S.C. Wetzel¹, M.K. Banks¹ and A.P. Schwab²

¹Department of Civil Engineering and ²Department of Agronomy, Kansas State University, Manhattan, KS, 66506


Contamination of soil by polycyclic aromatic hydrocarbons (PAHs) is of considerable importance because of their carcinogenic and mutagenic potential. PAHs are non-polar hydrophobic organic compounds characterized by two or more fused benzene rings in various arrangements. Although these compounds occur ubiquitously, the primary source to the environment is anthropogenic activity, particularly through the incomplete combustion of petroleum hydrocarbons. As a result, PAHs can be highly sorbed to soil organic matter, thus making remediation difficult. Recent evidence suggests the potential exists for enhanced biodegradation of toxic organic compounds in the presence of rhizosphere soil due to increased indigenous microbial activity and root exudations. The study utilizes three soil types: sterile, rhizosphere and non-rhizosphere. The soils were amended with anthracene and pyrene at concentrations of 100 ppm and were placed in small bioreactors in quadruplicate. Two amendments were added daily to the soils, with half the bioreactors receiving 0.01 M calcium chloride solution, while the remaining reactors received an organic acid mixture simulating root exudation in the rhizosphere. The soil treatments were maintained at optimum water content. The bioreactors were disassembled at predetermined times over a 56 day period and a mass balance was performed using gas chromatography.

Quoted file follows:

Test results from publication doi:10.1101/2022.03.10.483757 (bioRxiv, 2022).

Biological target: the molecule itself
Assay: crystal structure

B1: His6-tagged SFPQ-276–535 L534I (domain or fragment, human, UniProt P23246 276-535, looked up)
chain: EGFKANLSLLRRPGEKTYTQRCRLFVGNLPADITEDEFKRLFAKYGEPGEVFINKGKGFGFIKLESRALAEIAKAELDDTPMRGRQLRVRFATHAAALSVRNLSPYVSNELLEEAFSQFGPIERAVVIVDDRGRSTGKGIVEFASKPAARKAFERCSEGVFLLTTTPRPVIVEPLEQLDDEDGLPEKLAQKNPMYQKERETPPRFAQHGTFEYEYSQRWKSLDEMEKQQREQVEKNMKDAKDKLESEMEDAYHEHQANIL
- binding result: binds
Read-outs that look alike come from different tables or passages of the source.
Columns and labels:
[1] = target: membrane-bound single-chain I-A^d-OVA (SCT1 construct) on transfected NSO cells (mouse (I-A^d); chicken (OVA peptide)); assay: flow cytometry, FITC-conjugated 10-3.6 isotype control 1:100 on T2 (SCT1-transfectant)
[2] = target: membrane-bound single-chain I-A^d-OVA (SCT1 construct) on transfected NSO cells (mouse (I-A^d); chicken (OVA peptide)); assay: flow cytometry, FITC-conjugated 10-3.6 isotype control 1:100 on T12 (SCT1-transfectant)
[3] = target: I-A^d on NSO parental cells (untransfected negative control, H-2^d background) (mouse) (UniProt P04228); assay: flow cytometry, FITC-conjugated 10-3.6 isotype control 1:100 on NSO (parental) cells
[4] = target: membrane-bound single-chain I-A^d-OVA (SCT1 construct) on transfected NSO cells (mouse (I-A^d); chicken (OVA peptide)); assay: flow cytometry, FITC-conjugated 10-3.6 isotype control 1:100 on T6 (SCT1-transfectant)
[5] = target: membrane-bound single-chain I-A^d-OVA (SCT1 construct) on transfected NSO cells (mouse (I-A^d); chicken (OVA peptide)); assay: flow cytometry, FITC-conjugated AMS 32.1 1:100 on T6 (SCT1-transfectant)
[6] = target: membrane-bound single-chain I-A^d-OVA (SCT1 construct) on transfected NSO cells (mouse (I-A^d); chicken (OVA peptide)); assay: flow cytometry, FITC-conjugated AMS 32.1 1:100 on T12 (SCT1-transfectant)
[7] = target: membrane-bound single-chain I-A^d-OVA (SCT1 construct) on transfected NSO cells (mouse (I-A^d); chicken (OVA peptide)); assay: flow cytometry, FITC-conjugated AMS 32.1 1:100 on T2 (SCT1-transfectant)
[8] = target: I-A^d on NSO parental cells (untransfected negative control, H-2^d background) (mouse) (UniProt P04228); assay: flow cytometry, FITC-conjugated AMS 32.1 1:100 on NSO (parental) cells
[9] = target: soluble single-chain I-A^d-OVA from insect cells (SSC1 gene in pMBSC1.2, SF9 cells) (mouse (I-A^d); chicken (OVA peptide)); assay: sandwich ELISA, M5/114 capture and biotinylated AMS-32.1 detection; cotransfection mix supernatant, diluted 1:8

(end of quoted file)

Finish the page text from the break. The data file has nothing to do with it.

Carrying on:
polycyclic aromatic hydrocarbons, rhizosphere, biodegradation

This paper is from the Proceedings of the 10th Annual Conference on Hazardous Waste Research 1995, published in hard copy and on the Web by the Great Plains/Rocky Mountain Hazardous Substance Research Center.